Pesticides play an important role in agriculture. They have increased farm production, and they have enabled farmers to manage more acres with less labor.
Pesticides work by interfering with the life processes of plants and insects. Pesticides also may be toxic to people. If pesticides enter a water supply in large quantities — as can happen with spills or backsiphonage accidents — acute exposure (toxic effects apparent after only a short period of exposure) can range from moderate to severe, depending on the toxicity of the pesticide and the amount of exposure. Contaminated groundwater used for drinking-water supplies may result in chronic exposure (prolonged or repeated exposure to low doses of toxic substances), which may be hazardous to people and livestock.
When found in water supplies, pesticides normally are not present in high-enough concentrations to cause acute health effects, which can include chemical burns, nausea and convulsions. Instead, they typically occur in trace levels, and the concern is primarily for their potential for causing chronic health problems from prolonged exposure.
Your drinking water is least likely to be contaminated if you follow appropriate management procedures and properly dispose of wastes in a location that is off the farm site. However, proper offsite disposal practices are essential to avoid risking contamination that could affect the water supplies and health of others.
How will this worksheet help me protect my drinking water?
It will take you step by step through your pesticide handling, storage and disposal practices.
- It will rank your activities according to how they might affect the groundwater that provides your drinking-water supplies.
- It will provide you with easy-to-understand rankings that will help you analyze the "risk level" of your pesticide handling, storage and disposal practices.
- It will help you determine which of your practices are reasonably safe and effective and which practices might require modification to better protect your drinking water.
How do I complete the worksheet?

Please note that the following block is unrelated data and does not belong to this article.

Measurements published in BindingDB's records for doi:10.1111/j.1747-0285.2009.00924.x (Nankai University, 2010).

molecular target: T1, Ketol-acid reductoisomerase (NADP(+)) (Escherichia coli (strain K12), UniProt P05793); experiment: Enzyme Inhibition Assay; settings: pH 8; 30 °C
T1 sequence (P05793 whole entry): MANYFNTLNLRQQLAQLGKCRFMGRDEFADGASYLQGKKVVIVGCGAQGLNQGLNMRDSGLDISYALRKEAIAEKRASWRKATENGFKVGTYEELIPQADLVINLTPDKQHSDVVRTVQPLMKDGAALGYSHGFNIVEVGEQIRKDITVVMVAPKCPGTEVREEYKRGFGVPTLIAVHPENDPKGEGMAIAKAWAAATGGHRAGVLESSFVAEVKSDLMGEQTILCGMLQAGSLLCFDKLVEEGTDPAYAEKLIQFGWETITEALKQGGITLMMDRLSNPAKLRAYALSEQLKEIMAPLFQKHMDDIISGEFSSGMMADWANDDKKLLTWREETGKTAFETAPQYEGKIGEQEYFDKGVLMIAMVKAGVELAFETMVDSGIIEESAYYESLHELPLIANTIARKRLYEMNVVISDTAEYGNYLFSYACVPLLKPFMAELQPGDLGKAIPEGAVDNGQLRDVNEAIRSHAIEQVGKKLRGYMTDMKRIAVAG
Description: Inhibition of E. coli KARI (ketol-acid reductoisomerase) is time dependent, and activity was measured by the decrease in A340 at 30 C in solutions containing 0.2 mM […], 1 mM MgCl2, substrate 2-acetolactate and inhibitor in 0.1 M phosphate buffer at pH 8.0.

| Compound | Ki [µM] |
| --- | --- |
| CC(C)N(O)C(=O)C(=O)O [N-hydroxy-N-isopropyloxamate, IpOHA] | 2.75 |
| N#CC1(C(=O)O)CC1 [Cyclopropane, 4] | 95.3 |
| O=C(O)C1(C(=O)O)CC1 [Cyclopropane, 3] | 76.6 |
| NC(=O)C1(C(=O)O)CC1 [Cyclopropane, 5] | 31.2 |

Follow the directions at the top of the next chart. It should take you about 15 to 30 minutes to complete this worksheet and figure out your ranking.
Pesticide Leachability Chart
|The pesticides listed on this chart are identified by brand name, common name and rating for movement by leaching (low, medium or high). Identify the pesticides stored on your farmstead from the listing below. Note the "leachability factor" for each pesticide you store. Then give yourself an overall "leachability ranking" (low, medium or high), based on which ranking best represents the pesticides you store. Then use this ranking to complete the "Leachability" section on the assessment worksheet.|
|Brand name||Common name||Rating for movement by leaching|
|Betamix||phenmedipham and desmedipham||Low|
|Bicep||metolachlor and atrazine||Med|
|Bronate||bromoxynil and MCPA ester||Low|
|Bronco||glyphosate and alachlor||Low|
|Buckle||triallate and trifluralin||Low|
|Buctril-Atrazine||bromoxynil and atrazine||Low|
|Butyrac 200||2,4-DB amine||Med1|
|Cannon||alachlor and trifluralin||Med|
|Commence||trifluralin and clomazone||Low|
|Crossbow||triclopyr and 2,4-D ester||Med|
|Curtail||clopyralid and 2,4-D amine||High|
|CurtailM||clopyralid and MCPA ester||High|
|ExtrazineII||atrazine and cyanazine||High|
|Galaxie||bentazon and aciflourfen||High|
|Harmony||DPX-M6316 and Extra DPX-L5300|
|Laddock||atrazine and bentazon||High|
|Lariat||alachlor and atrazine||Med|
|Lasso Micro Tech||alachlor|
|Lasso- Atrazine||alachlor and atrazine||Med|
|LoroxPlus||linuron and chlorimuron||Med|
|Marksman||dicamba and atrazine||High|
|MCPA Amine||MCPA amine|
|MCPA Ester||MCPA ester||Low|
|Preview||metribuzin and chlorimuron||High|
|Prozine||pendimethalin and atrazine||Low|
|Pursuit Plus||imazethapyr and pendimethalin||-|
|Ramrod- Atrazine||propachlor and atrazine||Low|
|Rescue||naptalam and 2,4-DB||Med1|
|Salute||metribuzin and trifluralin||High|
|Stampede CM||propanil and MCPA ester||Low|
|Storm||bentazon and acifluorfen||High|
|Sutazine+||butylate and atrazine||Med|
|2,4-D amine||2,4-D amine||Med|
|2,4-D ester||2,4-D ester||Low1|
|Turbo||metolachlor and metribuzin||Med|
|Weedone- 2,4-DP||dichlorprop ester||-|
|Endocide Plus||endosulfon and parathion||High|
|Malathion/ methoxychlor||malathion and methoxychlor||Low|
|Agsco MNF||maneb and|
|Blitex||maneb and triphenyltin||Low2|
|Maneb and||maneb and||Low2|
1The rating is an estimate, but reasonably accurate compared to estimated ratings footnoted with a 2.
2The rating is a guess, and subject to a higher degree of error than estimates footnoted with a single asterisk.
Adapted from Becker, R.L., et al. 1990, Pesticides: Surface Runoff, Leaching, and Exposure Concerns. Minnesota Extension Service. Data were derived from U.S. Department of Agriculture SCS/ARS Pesticides Properties Data Base, Version 1.9, August 1989, developed by R.D. Wauchope et al., and ratings derived by D.W. Goss.